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Mangum v. United States

United States District Court, E.D. North Carolina, Eastern Division

May 26, 2017

DOSTER MANGUM, JR., Petitioner,
v.
UNITED STATES OF AMERICA, Respondent.

          ORDER

          LOUISE W. FLANAGAN United States District Judge

         This matter is before the court on petitioner's motion to vacate, set aside, or correct sentence, made pursuant to 28 U.S.C. § 2255, as corrected and amended (DE 53, 54). Also before the court is the government's motion to dismiss, made pursuant to Federal Rule of Civil Procedure 12(b)(6). (DE 58). The issues raised are ripe for ruling. For the reasons that follow, the court denies petitioner's motion to vacate and grants the government's motion to dismiss.

         BACKGROUND

         On December 15, 2010, pursuant to a written plea agreement, petitioner pleaded guilty to being a felon in possession of a firearm and ammunition, in violation of 18 U.S.C. §§ 922(g)(1) and 924. On March 25, 2011, this court sentenced petitioner to 108 months' imprisonment. Petitioner appealed his judgment, but the Fourth Circuit Court of Appeals affirmed.

         On June 10, 2016, petitioner filed the instant § 2255 motion, arguing that in light of Johnson v. United States, 135 S.Ct. 2551 (2015), this court erroneously calculated his s e n t e n c e . O n J u l y 2 5, 2016, the government filed its motion to dismiss, arguing that petitioner's § 2255 motion should be dismissed for failure to state a claim.

         COURT'S DISCUSSION

         A. Standard of Review

         A petitioner seeking relief pursuant to 28 U.S.C. § 2255 must show that “the sentence was imposed in violation of the Constitution or laws of the United States, or that the court was without jurisdiction to impose such sentence, or that the sentence was in excess of the maximum authorized by law, or is otherwise subject to collateral attack.” 28 U.S.C. § 2255(a). “Unless the motion and the files and records of the case conclusively show that the prisoner is entitled to no relief, the court shall . . . grant a prompt hearing thereon, determine the issues and make findings of fact and conclusions of law with respect thereto.” Id. § 2255(b).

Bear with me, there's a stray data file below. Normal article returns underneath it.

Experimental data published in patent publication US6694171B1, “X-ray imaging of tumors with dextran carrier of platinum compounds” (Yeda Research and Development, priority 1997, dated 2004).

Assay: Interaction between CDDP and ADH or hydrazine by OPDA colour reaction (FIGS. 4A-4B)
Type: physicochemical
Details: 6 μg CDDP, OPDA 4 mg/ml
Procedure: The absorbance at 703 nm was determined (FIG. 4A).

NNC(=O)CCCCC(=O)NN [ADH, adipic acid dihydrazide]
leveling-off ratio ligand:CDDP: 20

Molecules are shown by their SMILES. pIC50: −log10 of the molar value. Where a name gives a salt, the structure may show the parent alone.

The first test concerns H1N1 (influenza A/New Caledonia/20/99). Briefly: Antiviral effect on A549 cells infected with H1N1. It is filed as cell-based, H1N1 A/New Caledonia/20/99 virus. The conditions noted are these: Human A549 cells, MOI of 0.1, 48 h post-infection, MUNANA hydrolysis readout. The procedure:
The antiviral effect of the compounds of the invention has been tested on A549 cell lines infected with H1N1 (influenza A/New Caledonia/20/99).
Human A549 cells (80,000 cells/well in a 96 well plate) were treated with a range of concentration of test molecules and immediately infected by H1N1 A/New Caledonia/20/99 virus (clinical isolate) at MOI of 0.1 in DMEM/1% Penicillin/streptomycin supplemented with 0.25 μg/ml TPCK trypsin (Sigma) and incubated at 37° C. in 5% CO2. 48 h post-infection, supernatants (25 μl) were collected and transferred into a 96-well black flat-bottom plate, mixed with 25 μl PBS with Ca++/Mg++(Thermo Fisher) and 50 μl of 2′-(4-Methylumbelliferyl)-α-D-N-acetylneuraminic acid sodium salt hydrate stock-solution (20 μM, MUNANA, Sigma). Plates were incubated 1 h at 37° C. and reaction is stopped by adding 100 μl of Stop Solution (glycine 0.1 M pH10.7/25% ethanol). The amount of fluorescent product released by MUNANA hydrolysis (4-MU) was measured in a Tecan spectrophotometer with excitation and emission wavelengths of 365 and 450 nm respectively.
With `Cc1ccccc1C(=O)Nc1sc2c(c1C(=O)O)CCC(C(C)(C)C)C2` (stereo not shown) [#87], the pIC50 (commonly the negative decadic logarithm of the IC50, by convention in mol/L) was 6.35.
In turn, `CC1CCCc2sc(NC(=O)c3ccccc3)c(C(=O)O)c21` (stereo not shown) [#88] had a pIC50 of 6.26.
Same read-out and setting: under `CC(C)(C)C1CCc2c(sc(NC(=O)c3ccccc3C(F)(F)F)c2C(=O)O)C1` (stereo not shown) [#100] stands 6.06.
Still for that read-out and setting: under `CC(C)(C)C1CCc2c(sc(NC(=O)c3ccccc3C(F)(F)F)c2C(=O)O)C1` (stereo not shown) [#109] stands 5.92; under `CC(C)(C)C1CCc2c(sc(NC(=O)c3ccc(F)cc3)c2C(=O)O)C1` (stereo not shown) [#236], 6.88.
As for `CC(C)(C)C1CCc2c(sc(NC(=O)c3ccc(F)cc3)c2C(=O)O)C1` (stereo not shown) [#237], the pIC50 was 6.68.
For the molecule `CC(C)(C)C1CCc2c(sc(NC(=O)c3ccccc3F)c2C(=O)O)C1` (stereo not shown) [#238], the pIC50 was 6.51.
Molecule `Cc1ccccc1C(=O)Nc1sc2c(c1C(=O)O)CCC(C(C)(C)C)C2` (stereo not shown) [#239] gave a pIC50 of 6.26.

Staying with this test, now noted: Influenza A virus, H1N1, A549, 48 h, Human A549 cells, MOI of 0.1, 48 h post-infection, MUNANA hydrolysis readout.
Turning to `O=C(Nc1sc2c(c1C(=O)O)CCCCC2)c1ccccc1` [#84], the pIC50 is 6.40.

B. Analysis

         In his sole claim, petitioner argues that his base offense level was improperly calculated under U.S.S.G. § 2K2.1. Mot. Vacate (DE 54) at 4. In particular, petitioner contends that his convictions for attempt to burn a building and possession of a weapon of mass destruction are not “crimes of violence” following Johnson. Id.

         Prior to Johnson, an offense was deemed a “violent felony” under the Armed Career Criminal Act's (“ACCA”) so-called “residual clause” if it was punishable by greater than one year's imprisonment and “involve[d] conduct that present[ed] a serious potential risk of physical injury to another.” 18 U.S.C. § 924(e)(2)(B). In Johnson, the Supreme Court struck down the residual clause of the ACCA as unconstitutionally vague. 135 S.Ct. at 2563.

         In this case, petitioner relies on Johnson's reasoning to challenge the application of a similar clause found in U.S.S.G. § 4B1.2(a) at the time of his sentencing. See U.S.S.G. § 2K2.1, cmt. n.1 (stating that § 4B1.2(a) provides the definition for “crime of violence” in § 2K2.1). The Supreme Court recently held, however, that “the Guidelines are not amenable to a vagueness challenge.” Beckles v. United States, 137 S.Ct. 886, 894 (2017). Thus, petitioner may not rely on Johnson's reasoning to attack the calculation of his Guidelines imprisonment range. Consequently, petitioner's claim must be dismissed.

         C. Certificate of Appealability

         A certificate of appealability may issue only upon a “substantial showing of the denial of a constitutional right.” 28 U.S.C. § 2253(c)(2). The petitioner must demonstrate that reasonable jurists could debate whether the issues presented should be decided differently or that they are adequate to deserve encouragement to proceed further. Miller-El v. Cockrell537 U.S. 322, 336-38 (2003); Slack v. Daniel529 U.S. 473, 483-84 (2000). After reviewing the claim ...


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